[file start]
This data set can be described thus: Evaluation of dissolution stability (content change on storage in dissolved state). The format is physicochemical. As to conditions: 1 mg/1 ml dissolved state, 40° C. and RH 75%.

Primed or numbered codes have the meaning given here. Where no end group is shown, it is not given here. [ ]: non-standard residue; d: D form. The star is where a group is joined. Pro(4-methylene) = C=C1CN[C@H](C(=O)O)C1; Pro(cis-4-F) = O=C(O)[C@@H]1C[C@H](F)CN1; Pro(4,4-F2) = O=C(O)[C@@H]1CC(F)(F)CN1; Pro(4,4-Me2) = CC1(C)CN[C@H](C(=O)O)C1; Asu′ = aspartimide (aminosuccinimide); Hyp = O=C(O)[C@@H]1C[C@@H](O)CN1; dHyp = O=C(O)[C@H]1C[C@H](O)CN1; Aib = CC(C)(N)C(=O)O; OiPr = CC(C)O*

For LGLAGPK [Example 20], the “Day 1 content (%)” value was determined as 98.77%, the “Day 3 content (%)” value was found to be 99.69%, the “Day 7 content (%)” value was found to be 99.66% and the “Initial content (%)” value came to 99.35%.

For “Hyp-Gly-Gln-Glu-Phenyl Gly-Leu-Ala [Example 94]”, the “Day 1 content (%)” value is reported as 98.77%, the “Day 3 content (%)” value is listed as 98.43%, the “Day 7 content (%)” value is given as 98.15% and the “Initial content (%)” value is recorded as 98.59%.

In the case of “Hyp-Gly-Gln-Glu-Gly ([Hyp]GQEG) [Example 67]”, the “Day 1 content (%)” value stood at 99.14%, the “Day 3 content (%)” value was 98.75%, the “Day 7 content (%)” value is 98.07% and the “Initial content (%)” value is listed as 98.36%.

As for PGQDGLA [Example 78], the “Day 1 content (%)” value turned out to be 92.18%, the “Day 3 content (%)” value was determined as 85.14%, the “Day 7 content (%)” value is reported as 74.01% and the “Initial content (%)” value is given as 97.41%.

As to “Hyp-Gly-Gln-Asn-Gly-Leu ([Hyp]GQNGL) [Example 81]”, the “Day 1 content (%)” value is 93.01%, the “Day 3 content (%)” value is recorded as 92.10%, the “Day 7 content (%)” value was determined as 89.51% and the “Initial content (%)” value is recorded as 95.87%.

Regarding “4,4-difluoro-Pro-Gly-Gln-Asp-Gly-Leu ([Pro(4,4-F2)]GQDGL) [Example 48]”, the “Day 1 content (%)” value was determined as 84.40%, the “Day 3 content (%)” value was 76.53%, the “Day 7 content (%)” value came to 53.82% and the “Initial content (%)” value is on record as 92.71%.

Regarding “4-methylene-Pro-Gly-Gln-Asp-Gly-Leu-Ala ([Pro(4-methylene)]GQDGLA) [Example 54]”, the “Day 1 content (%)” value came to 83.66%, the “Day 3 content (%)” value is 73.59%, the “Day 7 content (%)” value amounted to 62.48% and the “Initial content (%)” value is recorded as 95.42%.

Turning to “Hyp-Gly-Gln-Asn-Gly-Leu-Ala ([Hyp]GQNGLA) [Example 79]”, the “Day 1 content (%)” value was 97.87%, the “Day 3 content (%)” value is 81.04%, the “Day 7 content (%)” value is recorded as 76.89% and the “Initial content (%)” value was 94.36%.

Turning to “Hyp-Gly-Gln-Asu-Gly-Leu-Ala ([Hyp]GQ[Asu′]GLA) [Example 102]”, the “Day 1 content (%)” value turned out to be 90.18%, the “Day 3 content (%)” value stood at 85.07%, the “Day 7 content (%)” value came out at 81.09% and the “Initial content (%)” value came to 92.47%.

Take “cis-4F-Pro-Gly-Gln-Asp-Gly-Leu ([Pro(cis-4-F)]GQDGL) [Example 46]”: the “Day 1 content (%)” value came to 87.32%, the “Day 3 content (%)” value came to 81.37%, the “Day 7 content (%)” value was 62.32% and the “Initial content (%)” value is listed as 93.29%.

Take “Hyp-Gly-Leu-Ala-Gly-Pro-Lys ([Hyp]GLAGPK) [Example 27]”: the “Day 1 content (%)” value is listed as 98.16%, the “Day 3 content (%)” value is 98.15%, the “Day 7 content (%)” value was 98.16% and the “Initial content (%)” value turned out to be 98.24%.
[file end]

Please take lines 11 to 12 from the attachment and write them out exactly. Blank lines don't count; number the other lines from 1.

Turning to “Hyp-Gly-Gln-Asu-Gly-Leu-Ala ([Hyp]GQ[Asu′]GLA) [Example 102]”, the “Day 1 content (%)” value turned out to be 90.18%, the “Day 3 content (%)” value stood at 85.07%, the “Day 7 content (%)” value came out at 81.09% and the “Initial content (%)” value came to 92.47%.

Take “cis-4F-Pro-Gly-Gln-Asp-Gly-Leu ([Pro(cis-4-F)]GQDGL) [Example 46]”: the “Day 1 content (%)” value came to 87.32%, the “Day 3 content (%)” value came to 81.37%, the “Day 7 content (%)” value was 62.32% and the “Initial content (%)” value is listed as 93.29%.